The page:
There is no evidence to prove that the assault was staged. Pfizer is yet to release its alopecia medication, which is still under trial.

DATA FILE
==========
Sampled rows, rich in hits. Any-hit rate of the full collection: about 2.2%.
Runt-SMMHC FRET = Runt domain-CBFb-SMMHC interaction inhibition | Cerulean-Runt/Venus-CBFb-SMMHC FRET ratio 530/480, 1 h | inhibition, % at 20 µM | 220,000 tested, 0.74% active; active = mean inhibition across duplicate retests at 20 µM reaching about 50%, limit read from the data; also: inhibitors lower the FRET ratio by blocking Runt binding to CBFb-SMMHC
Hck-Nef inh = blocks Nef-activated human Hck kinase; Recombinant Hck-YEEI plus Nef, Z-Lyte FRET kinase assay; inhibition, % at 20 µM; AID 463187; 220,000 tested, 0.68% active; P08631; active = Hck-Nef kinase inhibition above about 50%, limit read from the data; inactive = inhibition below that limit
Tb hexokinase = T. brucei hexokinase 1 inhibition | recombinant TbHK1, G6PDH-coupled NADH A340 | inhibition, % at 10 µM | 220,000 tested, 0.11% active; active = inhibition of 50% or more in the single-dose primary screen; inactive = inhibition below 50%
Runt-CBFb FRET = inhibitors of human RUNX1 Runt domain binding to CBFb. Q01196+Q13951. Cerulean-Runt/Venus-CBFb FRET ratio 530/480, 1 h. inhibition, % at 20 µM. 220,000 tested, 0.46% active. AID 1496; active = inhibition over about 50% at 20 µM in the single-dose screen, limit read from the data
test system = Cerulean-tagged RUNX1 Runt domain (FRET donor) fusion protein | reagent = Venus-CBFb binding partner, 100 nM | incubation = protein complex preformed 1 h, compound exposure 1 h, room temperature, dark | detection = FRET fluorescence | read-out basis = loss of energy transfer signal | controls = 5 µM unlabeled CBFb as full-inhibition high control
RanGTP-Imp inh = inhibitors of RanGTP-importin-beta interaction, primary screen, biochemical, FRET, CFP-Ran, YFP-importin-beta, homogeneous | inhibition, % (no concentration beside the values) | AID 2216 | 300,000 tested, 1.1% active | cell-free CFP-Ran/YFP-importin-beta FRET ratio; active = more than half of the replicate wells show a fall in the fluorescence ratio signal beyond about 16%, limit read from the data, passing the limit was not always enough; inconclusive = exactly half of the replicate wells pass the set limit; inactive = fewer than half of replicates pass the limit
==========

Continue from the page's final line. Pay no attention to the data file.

On March 27, during the 94th Academy Awards, actor Will Smith slapped comedian Chris Rock, prompting a surge of posts on social media. Smith walked up on stage after Rock made a joke about Smith's wife, Jada Smith. Rock had invoked the movie character G.I. Jane as a reference to Jada Smith's bald head. Will Smith walked back to his seat and told Rock not to speak about his wife. The joke was about Jada's lack of hair, which is due to alopecia, an autoimmune disease. Many memes and posts were created regarding the incident. Some posts claimed that Pfizer, one of the sponsors for the event, staged the entire incident to promote its alopecia medication. According to Variety, Pfizer, along with Rolex, Verizon, and Crypto.com, were some of the main sponsors for the Oscars. Pfizer does not have any drugs for alopecia that are ready for imminent release. The company has two medications, ritlecitinib and etrasimod, which are under development to treat the condition. In August 2021, the company published a press release about its ongoing trials for patients with alopecia areata, which will not be available to the public in the near future. After the incident, Smith apologized to Rock through his official Instagram account. Media reports stated that the Academy has initiated disciplinary proceedings against Smith for his actions. The Hollywood Reporter quoted the Academy's statement: "The Board of Governors today initiated disciplinary proceedings against Mr. Smith for violations of the Academy's Standards of Conduct, including inappropriate physical contact, abusive or threatening behavior, and compromising the integrity of the Academy." The board will decide their action by April 18, such as suspension, expulsion, or other sanctions permitted by the bylaws and standards of conduct. Hair loss (alopecia) can affect just the scalp or the entire body and can be temporary or permanent. According to Mayo Clinic, alopecia can result from heredity, hormonal changes, medical conditions, or a normal part of aging. There is no evidence to prove that the slap was staged. Federal regulatory approval of ritlecitinib is not expected until at least 2023. Ritlecitinib completed Phase 2b/3 trials in August 2021. Etrasimod completed a Phase 3 trial for treating ulcerative colitis, announced on March 29. The medication is also being investigated for other immuno-inflammatory diseases, including alopecia areata. Etrasimod is not anticipated to be approved for use for alopecia areata until 2028.